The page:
Ocala’s horse community rallies behind Paralympians
Two Marion County based para-equestrian competitors, both among the world’s best, hope to participate in this year’s Summer Paralympic Games in Tokyo, which kicks off on Aug. 24.
Lauren Barwick is looking forward to her fifth Summer Paralympic Games, while Cayla van der Walt makes her first Paralympic appearance.
While neither woman will compete for the United States, some in the local horse community are helping them raise money to make the expensive journey.
A highly accomplished equestrian, Barwick won gold and silver at the 2008 Paralympic Games in Beijing and silver and bronze at the 2014 Paralympic Games in Normandy. She also won several medals at the World Equestrian Games. Barwick competes regularly in upper-level dressage as well as upper-level para-dressage, along with para-reining, a discipline in which she is a two-time world champion.
But in 2000, Barwick didn’t know if she would ever ride again after suffering a devastating injury. A 100-pound bale of hay fell from a hay loft hitting her. The impact broke her back and severed her spinal cord, leaving her paralyzed from the waist down. Through encouragement and perseverance, Barwick found herself back on the horse. In 2005, Barwick moved to Ocala to train with well-known horseman Pat Parelli, learning natural horsemanship. Today, she owns and operates Bridging the Gap Horsemanship in Reddick alongside her husband, Fabian Brandt.
Barwick is currently ranked as the top para-dressage rider in Canada and will ride for that country at the Tokyo games.
“This will be my fifth Paralympic Games,” said Barwick. “This time has been particularly tough with COVID pushing the Games back a year. My horse, Sandrino, and I were in peak condition to go last year, so it has been difficult maintaining both of our fitness levels for this amount of time. I am looking forward to it, but it has been a long year.”
Meanwhile, van der Walt, who is also ranked among the top para-dressage riders, will ride for South Africa.
In 2016, van der Walt was diagnosed with Ewing sarcoma, a type of cancer that occurs in bone or soft tissue. After undergoing surgery, chemotherapy and radiation, the 20-year-old was left with just one-third use of her left arm. Despite the challenges, she has remained strong and courageous, and cites horses as one of the best therapies.
Both women, however, need help with travel expenses. Barwick can only take her trainer, Shannon Dueck, or her groom, Lillie Durben. She would like to raise enough to take both and help with the costs of equipment, veterinary care and training.
“Ocala has a great horse community. I greatly value the time I spent with the Parellis and have felt at home here. The Ocala area is great when it comes to showing and qualifying. I can choose from a wide variety of horse shows within driving distance, which is a huge advantage as a rider. I have always been thankful for the support I have received from the Ocala community and hope to raise enough money to go to Tokyo.”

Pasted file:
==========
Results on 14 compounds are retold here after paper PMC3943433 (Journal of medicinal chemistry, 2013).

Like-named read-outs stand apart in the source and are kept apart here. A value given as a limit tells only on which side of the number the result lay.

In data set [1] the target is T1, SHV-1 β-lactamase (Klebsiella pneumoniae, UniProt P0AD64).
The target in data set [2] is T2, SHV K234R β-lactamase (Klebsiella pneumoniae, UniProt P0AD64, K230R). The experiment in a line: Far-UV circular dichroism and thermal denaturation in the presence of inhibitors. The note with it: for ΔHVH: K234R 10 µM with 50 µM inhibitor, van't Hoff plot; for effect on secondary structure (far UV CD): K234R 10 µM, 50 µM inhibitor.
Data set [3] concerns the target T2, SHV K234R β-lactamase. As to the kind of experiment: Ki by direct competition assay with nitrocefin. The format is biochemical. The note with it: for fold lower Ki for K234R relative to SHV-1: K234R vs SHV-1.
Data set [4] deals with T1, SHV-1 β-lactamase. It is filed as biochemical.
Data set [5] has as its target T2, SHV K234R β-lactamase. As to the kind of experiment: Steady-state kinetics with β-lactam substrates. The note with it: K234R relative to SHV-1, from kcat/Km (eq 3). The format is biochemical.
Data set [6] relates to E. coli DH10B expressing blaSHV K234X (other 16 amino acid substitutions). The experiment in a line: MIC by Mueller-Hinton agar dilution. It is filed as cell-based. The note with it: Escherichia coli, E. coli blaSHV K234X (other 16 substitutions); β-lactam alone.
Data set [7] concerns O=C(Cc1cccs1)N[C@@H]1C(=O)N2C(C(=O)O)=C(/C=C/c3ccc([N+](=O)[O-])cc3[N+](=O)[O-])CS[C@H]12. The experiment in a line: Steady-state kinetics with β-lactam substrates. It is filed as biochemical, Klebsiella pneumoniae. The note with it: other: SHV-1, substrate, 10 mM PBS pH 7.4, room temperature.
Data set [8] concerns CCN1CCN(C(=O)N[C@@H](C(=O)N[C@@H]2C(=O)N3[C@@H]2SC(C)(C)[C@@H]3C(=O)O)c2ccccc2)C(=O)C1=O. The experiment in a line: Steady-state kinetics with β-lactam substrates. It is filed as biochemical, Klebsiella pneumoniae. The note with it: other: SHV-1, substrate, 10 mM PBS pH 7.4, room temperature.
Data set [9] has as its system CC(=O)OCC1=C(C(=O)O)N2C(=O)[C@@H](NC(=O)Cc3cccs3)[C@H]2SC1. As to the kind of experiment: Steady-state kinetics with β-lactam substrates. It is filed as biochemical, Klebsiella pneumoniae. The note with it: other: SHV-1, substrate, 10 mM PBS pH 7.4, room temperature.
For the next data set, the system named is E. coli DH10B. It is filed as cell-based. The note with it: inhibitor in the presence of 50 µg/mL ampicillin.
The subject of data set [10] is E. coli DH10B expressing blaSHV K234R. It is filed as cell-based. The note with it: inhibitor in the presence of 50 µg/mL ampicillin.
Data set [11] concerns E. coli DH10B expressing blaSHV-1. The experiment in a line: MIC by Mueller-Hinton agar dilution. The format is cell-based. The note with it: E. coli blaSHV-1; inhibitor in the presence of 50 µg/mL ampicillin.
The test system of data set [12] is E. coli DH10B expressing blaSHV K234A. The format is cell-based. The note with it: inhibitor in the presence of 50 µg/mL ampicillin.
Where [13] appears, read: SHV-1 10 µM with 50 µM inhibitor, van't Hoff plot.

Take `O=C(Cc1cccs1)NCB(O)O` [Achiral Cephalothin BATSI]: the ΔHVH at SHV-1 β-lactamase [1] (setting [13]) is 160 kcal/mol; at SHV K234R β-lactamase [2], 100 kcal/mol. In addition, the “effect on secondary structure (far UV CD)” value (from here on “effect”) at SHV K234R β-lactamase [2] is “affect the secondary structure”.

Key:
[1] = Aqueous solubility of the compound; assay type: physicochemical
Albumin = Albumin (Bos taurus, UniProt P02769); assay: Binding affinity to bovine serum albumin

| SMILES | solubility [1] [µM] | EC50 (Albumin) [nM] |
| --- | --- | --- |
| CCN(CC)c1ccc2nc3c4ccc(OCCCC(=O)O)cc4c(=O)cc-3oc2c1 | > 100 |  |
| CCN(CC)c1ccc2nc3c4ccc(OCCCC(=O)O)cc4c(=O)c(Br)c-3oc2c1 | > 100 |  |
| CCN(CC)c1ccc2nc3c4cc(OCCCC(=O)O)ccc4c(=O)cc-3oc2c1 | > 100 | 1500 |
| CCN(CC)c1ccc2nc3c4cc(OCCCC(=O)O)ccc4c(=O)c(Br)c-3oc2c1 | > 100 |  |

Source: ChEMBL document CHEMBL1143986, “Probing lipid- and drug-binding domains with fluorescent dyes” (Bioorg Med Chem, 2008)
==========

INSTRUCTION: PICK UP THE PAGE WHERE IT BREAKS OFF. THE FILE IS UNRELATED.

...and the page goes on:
For van der Walt, travel expenses for her horse and trainer, Trisha Bell, are covered from Germany to Tokyo. However, she has to raise enough to get them to Germany and then back again.
“This will be my first time competing at the Paralympic Games,” said van der Walt. “I will be taking my horse, Daturo II. We qualified to go to Tokyo last year, but COVID pushed us back. We were just notified a few weeks ago that we can head to Tokyo in August, so we have not had a lot of time to raise the money to go. We have just been trying to get my name out there and build support.”
Van der Walt has received help from the Florida Horse Park and from one of her sponsors, but she is still short.
“I am grateful for the support within the Ocala community. The Florida Horse Park has been very generous in helping us raise money through events and raffles and my sponsor, Spectra Equine, has helped keep Daturo II in top performance condition, but we still need to raise more money in order to go to Tokyo,” she said.
Ellie Truman, President of the Ocala Horse Alliance (OHA) hopes to help.
Truman first met Barwick in 2021 during the initial stages of OHA’s The Black Stallion Reading Project, a partnership between the group and Marion County Public Schools.
“When I heard that Lauren and Cayla needed funding to go to the Paralympic Games, I immediately wanted to help. Ocala has such a strong horse community and I wanted to bring that community together to help get both of them to Tokyo. The Ocala Horse Alliance has organized a fundraiser to help defray some of the costs. We invite everyone in the Ocala horse community, and anyone who wants to support Lauren and Cayla’s journey, to the event,” said Truman.
Scheduled for July 26, the event is at Tamarian Farms and will include a mounted demonstration by Barwick, a silent auction, a live auction and refreshments. To purchase tickets, visit https://ocalahorsealliance.com/connections-event/ or to donate visit https://gofund.me/81821147 and https://gofund.me/4e222414.